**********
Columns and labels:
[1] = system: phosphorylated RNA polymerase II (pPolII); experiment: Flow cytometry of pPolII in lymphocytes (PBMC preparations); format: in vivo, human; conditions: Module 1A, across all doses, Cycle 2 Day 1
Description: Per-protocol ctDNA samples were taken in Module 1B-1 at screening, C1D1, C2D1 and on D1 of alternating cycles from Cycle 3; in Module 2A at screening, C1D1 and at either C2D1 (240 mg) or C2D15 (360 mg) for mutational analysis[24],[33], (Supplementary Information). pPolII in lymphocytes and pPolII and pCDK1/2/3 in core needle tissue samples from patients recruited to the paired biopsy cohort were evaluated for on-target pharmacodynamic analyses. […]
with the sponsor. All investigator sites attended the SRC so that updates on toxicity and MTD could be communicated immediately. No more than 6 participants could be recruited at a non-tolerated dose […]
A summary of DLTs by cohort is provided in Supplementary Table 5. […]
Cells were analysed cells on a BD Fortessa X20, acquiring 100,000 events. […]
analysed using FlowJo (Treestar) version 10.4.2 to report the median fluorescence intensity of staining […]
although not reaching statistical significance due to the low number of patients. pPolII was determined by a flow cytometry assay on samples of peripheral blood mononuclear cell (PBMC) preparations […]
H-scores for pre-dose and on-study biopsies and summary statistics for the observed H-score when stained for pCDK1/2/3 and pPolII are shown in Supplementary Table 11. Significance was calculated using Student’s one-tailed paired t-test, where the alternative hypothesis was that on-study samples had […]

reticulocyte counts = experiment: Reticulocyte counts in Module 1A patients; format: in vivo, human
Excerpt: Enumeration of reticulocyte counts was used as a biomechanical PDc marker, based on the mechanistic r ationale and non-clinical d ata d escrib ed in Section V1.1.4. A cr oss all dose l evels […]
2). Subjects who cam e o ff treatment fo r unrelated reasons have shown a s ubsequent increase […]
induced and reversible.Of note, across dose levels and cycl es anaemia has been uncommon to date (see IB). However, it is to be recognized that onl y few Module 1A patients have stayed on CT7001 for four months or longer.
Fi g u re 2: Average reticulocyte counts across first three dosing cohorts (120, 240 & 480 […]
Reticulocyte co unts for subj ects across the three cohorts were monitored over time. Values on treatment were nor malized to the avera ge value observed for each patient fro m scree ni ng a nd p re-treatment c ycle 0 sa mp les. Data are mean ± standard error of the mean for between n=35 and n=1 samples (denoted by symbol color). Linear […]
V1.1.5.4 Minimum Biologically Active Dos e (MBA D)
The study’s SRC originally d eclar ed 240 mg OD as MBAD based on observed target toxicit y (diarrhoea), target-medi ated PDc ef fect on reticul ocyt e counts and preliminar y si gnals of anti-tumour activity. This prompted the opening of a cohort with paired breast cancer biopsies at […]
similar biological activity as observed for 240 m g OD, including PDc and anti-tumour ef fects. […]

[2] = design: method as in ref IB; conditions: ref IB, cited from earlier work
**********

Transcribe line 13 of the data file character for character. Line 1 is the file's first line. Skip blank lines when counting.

induced and reversible.Of note, across dose levels and cycl es anaemia has been uncommon to date (see IB). However, it is to be recognized that onl y few Module 1A patients have stayed on CT7001 for four months or longer.